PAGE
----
Gardener’s Hand Soap Recipe

Gardener's Hand Soap Recipe
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Gentle hand soap with shea butter and poppy seeds

Many handmade soap recipes focus on creating luxurious bars for the whole body but really what part of you do you wash the most? Hands! Especially if you’re a dedicated kitchen gardener. The trouble is, most bar soaps leave your hands feeling tight and uncomfortable after you wash so many of us opt for liquid soaps. That’s alright but making your own bars of all-natural gardener’s hand soap is better.

Bar soap lasts longer, is completely natural, and is very effective at cleaning dirty hands and nails without stripping your skin of moisture. Plus, you can use a bar of it  to make your own liquid hand soap if you’d like.

Gardener's Hand Soap Recipe

Natural Soapmaking for Beginners Series

1. Ingredients
2. Equipment & Safety
3. Basic Recipes and Formulating Your Own
4. The Soap Making Process: Make, Mould, and Cure

The batch is for one pound (454g) and is enough to fill one plastic take-away box, giving you five stubby bars, or a paper milk/juice carton, which will give you four decent sized square bars. I prefer the latter since the shape is both rustic and pleasing, making them ideal to use at home or to give as gifts. Use the instructions in the above links to make the recipe.

Recycled Mould Ideas

You can use practically any paper or plastic container as a soap mould though and I’ve seen others use margarine containers, yogurt dishes (for round soaps), and even cardboard boxes for larger batches. In fact, I know of a professional soaper who uses USPS boxes to make her soaps.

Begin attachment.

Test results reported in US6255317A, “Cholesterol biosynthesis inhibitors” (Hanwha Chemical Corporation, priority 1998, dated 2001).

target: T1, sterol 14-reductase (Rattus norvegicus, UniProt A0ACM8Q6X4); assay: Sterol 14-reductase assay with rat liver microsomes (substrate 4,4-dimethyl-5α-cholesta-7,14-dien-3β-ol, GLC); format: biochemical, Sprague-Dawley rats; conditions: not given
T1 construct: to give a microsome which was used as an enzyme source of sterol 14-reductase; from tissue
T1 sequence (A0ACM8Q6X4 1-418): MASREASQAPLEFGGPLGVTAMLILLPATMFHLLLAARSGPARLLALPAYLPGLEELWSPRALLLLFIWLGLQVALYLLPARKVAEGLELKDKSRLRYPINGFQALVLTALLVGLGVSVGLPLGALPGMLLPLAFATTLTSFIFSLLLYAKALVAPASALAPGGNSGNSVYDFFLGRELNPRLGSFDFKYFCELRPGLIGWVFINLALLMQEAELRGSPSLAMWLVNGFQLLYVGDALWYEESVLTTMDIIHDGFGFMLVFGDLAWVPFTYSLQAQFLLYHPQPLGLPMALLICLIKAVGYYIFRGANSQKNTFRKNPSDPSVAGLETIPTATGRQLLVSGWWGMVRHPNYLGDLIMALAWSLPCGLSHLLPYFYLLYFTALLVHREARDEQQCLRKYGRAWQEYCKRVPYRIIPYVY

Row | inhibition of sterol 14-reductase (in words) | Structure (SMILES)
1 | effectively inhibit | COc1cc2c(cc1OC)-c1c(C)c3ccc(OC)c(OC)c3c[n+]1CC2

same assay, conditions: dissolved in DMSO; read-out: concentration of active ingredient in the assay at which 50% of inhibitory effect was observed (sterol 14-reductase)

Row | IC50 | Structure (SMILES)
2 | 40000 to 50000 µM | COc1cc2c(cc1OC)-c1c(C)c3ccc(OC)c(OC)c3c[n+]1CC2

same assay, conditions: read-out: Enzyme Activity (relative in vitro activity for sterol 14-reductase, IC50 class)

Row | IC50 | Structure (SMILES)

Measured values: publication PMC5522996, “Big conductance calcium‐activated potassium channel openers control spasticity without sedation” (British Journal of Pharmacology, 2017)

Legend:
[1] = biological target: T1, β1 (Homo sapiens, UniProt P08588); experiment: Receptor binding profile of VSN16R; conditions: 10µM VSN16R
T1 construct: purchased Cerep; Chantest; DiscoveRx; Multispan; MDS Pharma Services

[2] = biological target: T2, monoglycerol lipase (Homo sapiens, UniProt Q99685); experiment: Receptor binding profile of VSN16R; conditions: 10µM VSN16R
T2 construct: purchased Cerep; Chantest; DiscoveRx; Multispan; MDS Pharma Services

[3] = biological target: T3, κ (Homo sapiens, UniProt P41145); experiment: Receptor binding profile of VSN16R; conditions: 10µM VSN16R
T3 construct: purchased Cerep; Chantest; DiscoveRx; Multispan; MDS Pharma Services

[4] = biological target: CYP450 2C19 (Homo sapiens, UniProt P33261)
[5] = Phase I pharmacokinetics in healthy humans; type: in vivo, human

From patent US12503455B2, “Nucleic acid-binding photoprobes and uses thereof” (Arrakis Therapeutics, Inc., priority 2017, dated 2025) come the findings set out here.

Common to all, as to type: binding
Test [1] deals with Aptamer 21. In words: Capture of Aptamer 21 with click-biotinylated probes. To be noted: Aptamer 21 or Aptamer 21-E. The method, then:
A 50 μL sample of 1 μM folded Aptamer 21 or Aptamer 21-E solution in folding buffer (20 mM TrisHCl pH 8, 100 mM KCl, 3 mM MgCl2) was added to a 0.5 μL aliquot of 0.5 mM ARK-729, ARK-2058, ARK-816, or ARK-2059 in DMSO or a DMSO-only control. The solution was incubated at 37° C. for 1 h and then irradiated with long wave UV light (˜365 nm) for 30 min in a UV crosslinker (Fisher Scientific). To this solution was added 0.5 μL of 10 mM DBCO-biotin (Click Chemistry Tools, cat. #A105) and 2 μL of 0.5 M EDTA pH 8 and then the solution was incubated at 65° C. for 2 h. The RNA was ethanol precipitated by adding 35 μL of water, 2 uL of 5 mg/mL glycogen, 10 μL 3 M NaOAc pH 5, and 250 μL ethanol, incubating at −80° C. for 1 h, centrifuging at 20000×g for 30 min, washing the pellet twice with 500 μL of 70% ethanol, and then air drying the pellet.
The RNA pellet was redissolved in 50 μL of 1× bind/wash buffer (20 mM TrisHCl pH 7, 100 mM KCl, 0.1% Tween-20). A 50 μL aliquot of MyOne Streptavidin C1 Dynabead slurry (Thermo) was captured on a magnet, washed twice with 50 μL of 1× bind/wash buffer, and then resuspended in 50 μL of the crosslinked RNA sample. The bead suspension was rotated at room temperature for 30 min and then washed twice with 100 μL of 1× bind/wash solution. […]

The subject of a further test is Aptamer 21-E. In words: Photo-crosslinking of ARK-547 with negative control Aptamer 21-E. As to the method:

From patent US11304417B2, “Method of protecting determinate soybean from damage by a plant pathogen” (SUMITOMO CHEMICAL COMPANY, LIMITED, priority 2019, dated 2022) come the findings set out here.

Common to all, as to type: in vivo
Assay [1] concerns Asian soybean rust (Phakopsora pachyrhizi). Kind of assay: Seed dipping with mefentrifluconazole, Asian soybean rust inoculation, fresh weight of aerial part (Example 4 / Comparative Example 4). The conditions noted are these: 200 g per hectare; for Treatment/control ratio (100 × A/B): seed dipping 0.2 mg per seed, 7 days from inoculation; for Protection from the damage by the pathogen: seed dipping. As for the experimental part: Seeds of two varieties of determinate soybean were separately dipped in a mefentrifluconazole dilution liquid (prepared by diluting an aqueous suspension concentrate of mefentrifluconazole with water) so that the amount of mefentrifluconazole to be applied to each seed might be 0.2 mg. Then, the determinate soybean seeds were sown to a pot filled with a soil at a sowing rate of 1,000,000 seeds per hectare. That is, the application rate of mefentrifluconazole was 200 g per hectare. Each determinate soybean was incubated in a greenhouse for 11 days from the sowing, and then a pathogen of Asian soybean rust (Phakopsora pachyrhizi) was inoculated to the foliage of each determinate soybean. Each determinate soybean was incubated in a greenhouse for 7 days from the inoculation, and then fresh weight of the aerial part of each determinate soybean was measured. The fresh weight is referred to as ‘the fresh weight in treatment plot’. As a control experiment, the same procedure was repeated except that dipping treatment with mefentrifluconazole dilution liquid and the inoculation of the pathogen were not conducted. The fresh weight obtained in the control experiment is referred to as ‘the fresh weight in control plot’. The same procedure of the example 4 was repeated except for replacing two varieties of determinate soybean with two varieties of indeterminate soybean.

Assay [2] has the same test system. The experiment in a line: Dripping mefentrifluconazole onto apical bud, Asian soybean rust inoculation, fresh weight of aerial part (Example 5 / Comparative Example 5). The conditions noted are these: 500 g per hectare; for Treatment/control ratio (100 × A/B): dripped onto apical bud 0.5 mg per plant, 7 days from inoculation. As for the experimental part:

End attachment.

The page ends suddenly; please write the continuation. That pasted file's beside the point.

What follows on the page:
The positive thing about using recycled containers as moulds is that you spend less money on your handmade soap, you give a container that might have otherwise ended up in the landfill a second chance at usefulness, and lastly, you don’t have to worry about not destroying it getting your soap out.

Gardener's Hand Soap Recipe
Gardener's Hand Soap Recipe

Lavender & Rosemary Scrubby Hand Soap Recipe

1 lb batch (454g) and enough for 4-5 bars
Amounts of most of the ingredients are in weight – you’ll need a Kitchen Food Scale to make cold-process soap

4oz / 115g cold Water
2.1oz / 62g Sodium hydroxide (Lye)
7.9oz / 225g Olive oil (either virgin or Pomace is fine)
3.9oz / 112g Coconut oil
3.2oz / 90g Sunflower Seed Oil

Superfatting oils
0.77oz / 22g Cocoa Butter
0.18oz / 5g Shea butter

Natural Colour
1/8tsp Ultramarine violet mineral pigment powder (optional)

Fragrance
1 tsp / 6ml Rosemary Essential Oil
2 tsp / 10-12ml Lavender Essential Oil

Antioxidant
10 drops Grapefruit Seed Extract

Botanicals – Scrubby bits
1-1/2 tsp Poppy Seeds

Follow the soapmaking instructions in this post and don’t forget to also check out what equipment you’ll need to make soap. The temperature I mix oils and lye-water together for this recipe is 120 degrees F and once you’ve poured your soap into the moulds make sure to insulate them really well with towels or blankets for at least twenty-four hours. Also, cover the tops of your soap with plastic wrap if you think they might come into contact with fabric during the time they’re insulated.